Here are a few stats that you’ll probably be hearing a lot this week with Peyton Manning and the Denver Broncos coming to town: Manning has beaten the Ravens in eight consecutive matchups, albeit as the quarterback of the Indianapolis Colts. The Ravens haven’t defeated a Peyton Manning-quarterbacked team since Dec. 2, 2001 when they beat the Colts, 39-27, behind quarterback Elvis Grbac. In eight career regular-season matchups against the Ravens, Manning is 6-2 and he’s completed 65.1 percent of his passes, thrown for 2,273 yards (average of 284.1 per game), 17 touchdowns and just five interceptions. In two career playoff contests versus Baltimore, Manning is 2-0 and he’s thrown for two touchdowns and three interceptions. The Ravens haven’t faced Manning since the 2009 divisional playoffs – a 20-3 Colts win – and he’s obviously a different quarterback than he was then. Still, those numbers don’t exactly inspire a whole lot of confidence.
While emerging as the Ravens’ most consistent pass-rushing threat this season, fourth-year outside linebacker Paul Kruger may also be pricing himself out of a return to Baltimore. Kruger, whose rookie contract expires after the year, has 6 1/2 sacks in his past five games and sacks in five straight games, tying Adalius Thomas’ team record. He now has a team-leading eight sacks in 12 games this season, which is impressive considering Kruger had only 6 1/2 sacks in his first three seasons with the Ravens. Kruger, a second-round pick in 2009, has said that he wants to return to the Ravens. However, pass-rushers are always in huge demand on the free agent market and if he keeps this up, Kruger will have plenty of teams willing to present him with a rather large contract.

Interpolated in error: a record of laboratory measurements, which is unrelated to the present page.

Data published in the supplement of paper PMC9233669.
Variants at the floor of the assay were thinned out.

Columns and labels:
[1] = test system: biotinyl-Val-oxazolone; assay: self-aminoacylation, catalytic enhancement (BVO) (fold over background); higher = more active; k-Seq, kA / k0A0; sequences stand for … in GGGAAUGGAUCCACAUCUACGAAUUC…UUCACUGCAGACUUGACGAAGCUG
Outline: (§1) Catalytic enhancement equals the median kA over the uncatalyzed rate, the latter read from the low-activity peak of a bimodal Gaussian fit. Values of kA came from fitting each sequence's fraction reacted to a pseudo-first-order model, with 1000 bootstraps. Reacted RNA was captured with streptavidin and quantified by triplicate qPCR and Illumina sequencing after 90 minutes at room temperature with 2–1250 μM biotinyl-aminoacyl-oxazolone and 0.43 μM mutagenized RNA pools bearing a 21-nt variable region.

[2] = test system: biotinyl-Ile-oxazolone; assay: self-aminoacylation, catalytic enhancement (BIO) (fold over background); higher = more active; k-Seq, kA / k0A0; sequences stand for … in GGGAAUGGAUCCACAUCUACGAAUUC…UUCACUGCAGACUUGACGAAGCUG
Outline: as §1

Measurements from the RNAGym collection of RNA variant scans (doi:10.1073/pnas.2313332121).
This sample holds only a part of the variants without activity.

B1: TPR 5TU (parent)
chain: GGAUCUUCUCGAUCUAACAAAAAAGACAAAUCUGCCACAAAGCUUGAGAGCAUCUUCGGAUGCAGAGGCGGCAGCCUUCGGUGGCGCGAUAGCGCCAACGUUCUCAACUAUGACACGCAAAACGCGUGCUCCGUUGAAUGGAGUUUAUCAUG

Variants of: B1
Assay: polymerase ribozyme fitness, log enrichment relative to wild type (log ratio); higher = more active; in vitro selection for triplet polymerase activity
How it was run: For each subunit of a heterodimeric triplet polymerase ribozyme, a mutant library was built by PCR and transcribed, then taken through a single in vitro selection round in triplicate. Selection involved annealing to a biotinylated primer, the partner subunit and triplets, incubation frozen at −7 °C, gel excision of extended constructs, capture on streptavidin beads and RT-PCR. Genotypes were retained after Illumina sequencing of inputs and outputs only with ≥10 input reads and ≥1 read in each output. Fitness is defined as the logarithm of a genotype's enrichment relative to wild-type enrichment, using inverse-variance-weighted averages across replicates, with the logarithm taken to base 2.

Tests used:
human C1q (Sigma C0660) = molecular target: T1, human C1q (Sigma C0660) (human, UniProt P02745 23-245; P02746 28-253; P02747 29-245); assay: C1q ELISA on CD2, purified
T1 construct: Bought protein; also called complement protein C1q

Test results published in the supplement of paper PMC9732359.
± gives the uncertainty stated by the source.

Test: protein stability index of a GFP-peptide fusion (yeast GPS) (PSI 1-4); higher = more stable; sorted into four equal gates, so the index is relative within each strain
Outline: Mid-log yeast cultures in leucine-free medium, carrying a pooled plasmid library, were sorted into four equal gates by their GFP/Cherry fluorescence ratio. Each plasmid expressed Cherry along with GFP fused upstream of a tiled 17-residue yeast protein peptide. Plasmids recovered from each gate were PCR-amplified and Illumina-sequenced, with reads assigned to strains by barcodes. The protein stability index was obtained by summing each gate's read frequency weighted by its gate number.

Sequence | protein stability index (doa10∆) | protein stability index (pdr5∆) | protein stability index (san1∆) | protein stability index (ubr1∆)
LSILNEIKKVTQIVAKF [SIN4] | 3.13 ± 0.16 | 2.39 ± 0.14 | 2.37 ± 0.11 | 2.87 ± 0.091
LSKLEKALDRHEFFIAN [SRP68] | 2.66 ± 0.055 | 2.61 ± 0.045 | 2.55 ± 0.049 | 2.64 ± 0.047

The 'Will Ray Lewis play Sunday?' narrative has sort of gotten pushed to the background since the firing of Cameron, but that should change as the week goes on. While Lewis is eligible to return from injured reserve and play Sunday after missing the past seven games with a torn right triceps, it’s certainly no sure thing. Knowing how competitive he is, how much he wants to play against the best and how beaten up the Ravens’ defense is, it’s almost treated like a formality that Lewis will be in action Sunday. However, that shouldn’t be the case. He needs to put himself through a couple of physical practices and he’s going to have to prove that he’s strong enough to not only defend himself, but to make plays. I’d be surprised if his status isn’t decided right up until kickoff.
Not to discount Lewis’ potential return or fellow linebacker Terrell Suggs’ status, but another guy that the Ravens’ defense really needs back is Dannell Ellerbe. The inside linebacker has missed the past two games with foot and ankle injuries and his absence has been glaring. Ellerbe is the Ravens’ quickest linebacker and with him on the sideline over the past two weeks, there has seemingly been a lot more space in the middle of the field and far too many missed tackles. Brendon Ayanbadejo, Josh Bynes and Albert McClellan have played well at times in his place, but none of them have the ability that Ellerbe does.
Speaking of the middle of the field, my colleague, Aaron Wilson, has pointed this out on a couple of occasions but it’s worth mentioning again. It’s amazing how comfortable opposing receivers have gotten recently making plays down the middle of the field against the Ravens and not paying the price for it. Safety Bernard Pollard has made a couple of hits but more often than that, receivers are finding space and not getting much resistance. That’s uncharacteristic of a Ravens defense, but it has been the reality more often than not this season.